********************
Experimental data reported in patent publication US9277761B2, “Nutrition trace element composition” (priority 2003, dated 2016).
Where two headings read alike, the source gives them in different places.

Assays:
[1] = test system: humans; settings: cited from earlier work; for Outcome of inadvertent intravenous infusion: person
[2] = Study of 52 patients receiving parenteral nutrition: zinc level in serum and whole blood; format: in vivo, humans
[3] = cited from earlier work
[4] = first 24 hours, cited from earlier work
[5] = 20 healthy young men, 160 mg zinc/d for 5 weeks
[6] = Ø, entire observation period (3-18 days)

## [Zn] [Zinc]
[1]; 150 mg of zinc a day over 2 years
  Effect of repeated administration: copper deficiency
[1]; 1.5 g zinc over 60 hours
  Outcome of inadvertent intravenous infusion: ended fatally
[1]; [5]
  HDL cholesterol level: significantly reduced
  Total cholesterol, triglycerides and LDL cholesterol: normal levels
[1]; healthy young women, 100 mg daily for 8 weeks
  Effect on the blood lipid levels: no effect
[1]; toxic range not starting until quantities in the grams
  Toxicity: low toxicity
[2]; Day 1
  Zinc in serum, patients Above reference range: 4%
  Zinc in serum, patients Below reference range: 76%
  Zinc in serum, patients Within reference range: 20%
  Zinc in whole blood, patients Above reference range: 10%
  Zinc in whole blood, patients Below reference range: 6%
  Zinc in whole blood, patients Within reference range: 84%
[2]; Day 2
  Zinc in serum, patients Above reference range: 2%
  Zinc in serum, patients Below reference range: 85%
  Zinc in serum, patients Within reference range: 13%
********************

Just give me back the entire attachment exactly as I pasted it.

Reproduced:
Experimental data reported in patent publication US9277761B2, “Nutrition trace element composition” (priority 2003, dated 2016).
Where two headings read alike, the source gives them in different places.

Assays:
[1] = test system: humans; settings: cited from earlier work; for Outcome of inadvertent intravenous infusion: person
[2] = Study of 52 patients receiving parenteral nutrition: zinc level in serum and whole blood; format: in vivo, humans
[3] = cited from earlier work
[4] = first 24 hours, cited from earlier work
[5] = 20 healthy young men, 160 mg zinc/d for 5 weeks
[6] = Ø, entire observation period (3-18 days)

## [Zn] [Zinc]
[1]; 150 mg of zinc a day over 2 years
  Effect of repeated administration: copper deficiency
[1]; 1.5 g zinc over 60 hours
  Outcome of inadvertent intravenous infusion: ended fatally
[1]; [5]
  HDL cholesterol level: significantly reduced
  Total cholesterol, triglycerides and LDL cholesterol: normal levels
[1]; healthy young women, 100 mg daily for 8 weeks
  Effect on the blood lipid levels: no effect
[1]; toxic range not starting until quantities in the grams
  Toxicity: low toxicity
[2]; Day 1
  Zinc in serum, patients Above reference range: 4%
  Zinc in serum, patients Below reference range: 76%
  Zinc in serum, patients Within reference range: 20%
  Zinc in whole blood, patients Above reference range: 10%
  Zinc in whole blood, patients Below reference range: 6%
  Zinc in whole blood, patients Within reference range: 84%
[2]; Day 2
  Zinc in serum, patients Above reference range: 2%
  Zinc in serum, patients Below reference range: 85%
  Zinc in serum, patients Within reference range: 13%